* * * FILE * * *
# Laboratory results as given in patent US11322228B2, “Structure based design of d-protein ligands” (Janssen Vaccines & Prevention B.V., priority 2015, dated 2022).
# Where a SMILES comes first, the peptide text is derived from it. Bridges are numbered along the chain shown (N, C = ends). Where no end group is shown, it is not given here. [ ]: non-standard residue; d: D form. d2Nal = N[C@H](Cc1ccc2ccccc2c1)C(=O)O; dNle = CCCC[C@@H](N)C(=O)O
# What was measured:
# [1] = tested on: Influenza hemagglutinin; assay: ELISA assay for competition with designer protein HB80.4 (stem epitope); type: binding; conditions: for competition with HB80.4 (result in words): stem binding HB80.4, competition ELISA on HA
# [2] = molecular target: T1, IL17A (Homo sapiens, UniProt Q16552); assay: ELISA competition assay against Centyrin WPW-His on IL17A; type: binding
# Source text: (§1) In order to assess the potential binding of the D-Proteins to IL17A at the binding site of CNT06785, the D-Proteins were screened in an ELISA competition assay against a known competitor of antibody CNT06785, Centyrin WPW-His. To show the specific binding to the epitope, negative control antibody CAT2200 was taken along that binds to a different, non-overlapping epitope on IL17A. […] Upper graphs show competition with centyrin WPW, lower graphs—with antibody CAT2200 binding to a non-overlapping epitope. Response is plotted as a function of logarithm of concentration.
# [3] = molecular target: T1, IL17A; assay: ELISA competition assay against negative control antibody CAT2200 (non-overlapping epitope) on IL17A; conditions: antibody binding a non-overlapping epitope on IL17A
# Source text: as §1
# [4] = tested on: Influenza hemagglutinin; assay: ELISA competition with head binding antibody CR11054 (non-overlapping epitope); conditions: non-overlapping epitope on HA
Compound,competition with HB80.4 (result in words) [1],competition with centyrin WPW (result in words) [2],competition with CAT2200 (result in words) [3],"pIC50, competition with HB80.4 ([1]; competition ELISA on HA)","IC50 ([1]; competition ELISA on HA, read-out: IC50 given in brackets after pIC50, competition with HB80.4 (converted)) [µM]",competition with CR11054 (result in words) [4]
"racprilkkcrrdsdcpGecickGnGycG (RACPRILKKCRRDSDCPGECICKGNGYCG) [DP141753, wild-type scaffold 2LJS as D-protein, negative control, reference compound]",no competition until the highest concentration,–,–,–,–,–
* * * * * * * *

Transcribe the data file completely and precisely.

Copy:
# Laboratory results as given in patent US11322228B2, “Structure based design of d-protein ligands” (Janssen Vaccines & Prevention B.V., priority 2015, dated 2022).
# Where a SMILES comes first, the peptide text is derived from it. Bridges are numbered along the chain shown (N, C = ends). Where no end group is shown, it is not given here. [ ]: non-standard residue; d: D form. d2Nal = N[C@H](Cc1ccc2ccccc2c1)C(=O)O; dNle = CCCC[C@@H](N)C(=O)O
# What was measured:
# [1] = tested on: Influenza hemagglutinin; assay: ELISA assay for competition with designer protein HB80.4 (stem epitope); type: binding; conditions: for competition with HB80.4 (result in words): stem binding HB80.4, competition ELISA on HA
# [2] = molecular target: T1, IL17A (Homo sapiens, UniProt Q16552); assay: ELISA competition assay against Centyrin WPW-His on IL17A; type: binding
# Source text: (§1) In order to assess the potential binding of the D-Proteins to IL17A at the binding site of CNT06785, the D-Proteins were screened in an ELISA competition assay against a known competitor of antibody CNT06785, Centyrin WPW-His. To show the specific binding to the epitope, negative control antibody CAT2200 was taken along that binds to a different, non-overlapping epitope on IL17A. […] Upper graphs show competition with centyrin WPW, lower graphs—with antibody CAT2200 binding to a non-overlapping epitope. Response is plotted as a function of logarithm of concentration.
# [3] = molecular target: T1, IL17A; assay: ELISA competition assay against negative control antibody CAT2200 (non-overlapping epitope) on IL17A; conditions: antibody binding a non-overlapping epitope on IL17A
# Source text: as §1
# [4] = tested on: Influenza hemagglutinin; assay: ELISA competition with head binding antibody CR11054 (non-overlapping epitope); conditions: non-overlapping epitope on HA
Compound,competition with HB80.4 (result in words) [1],competition with centyrin WPW (result in words) [2],competition with CAT2200 (result in words) [3],"pIC50, competition with HB80.4 ([1]; competition ELISA on HA)","IC50 ([1]; competition ELISA on HA, read-out: IC50 given in brackets after pIC50, competition with HB80.4 (converted)) [µM]",competition with CR11054 (result in words) [4]
"racprilkkcrrdsdcpGecickGnGycG (RACPRILKKCRRDSDCPGECICKGNGYCG) [DP141753, wild-type scaffold 2LJS as D-protein, negative control, reference compound]",no competition until the highest concentration,–,–,–,–,–